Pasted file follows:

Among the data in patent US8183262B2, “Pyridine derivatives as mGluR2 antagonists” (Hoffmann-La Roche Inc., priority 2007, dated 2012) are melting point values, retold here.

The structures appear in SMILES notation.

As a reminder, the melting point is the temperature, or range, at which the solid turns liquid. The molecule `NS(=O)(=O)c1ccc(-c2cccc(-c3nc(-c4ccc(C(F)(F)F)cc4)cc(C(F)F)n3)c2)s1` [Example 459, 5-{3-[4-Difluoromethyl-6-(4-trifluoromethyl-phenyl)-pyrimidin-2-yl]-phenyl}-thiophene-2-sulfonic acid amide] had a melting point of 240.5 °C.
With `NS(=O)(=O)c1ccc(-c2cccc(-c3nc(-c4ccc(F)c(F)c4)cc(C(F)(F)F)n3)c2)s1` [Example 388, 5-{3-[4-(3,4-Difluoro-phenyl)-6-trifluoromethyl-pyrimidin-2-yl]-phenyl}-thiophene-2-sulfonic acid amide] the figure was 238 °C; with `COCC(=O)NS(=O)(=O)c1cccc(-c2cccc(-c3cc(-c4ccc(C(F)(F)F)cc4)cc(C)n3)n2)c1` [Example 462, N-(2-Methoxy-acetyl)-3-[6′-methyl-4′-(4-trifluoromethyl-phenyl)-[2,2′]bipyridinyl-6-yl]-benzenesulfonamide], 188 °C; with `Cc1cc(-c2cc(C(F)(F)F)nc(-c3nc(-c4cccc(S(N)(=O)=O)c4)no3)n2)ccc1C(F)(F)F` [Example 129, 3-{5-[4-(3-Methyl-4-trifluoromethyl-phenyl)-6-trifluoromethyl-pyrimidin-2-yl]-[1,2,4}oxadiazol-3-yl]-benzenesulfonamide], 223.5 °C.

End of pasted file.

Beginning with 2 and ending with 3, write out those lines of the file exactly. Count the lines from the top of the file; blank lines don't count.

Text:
The structures appear in SMILES notation.

As a reminder, the melting point is the temperature, or range, at which the solid turns liquid. The molecule `NS(=O)(=O)c1ccc(-c2cccc(-c3nc(-c4ccc(C(F)(F)F)cc4)cc(C(F)F)n3)c2)s1` [Example 459, 5-{3-[4-Difluoromethyl-6-(4-trifluoromethyl-phenyl)-pyrimidin-2-yl]-phenyl}-thiophene-2-sulfonic acid amide] had a melting point of 240.5 °C.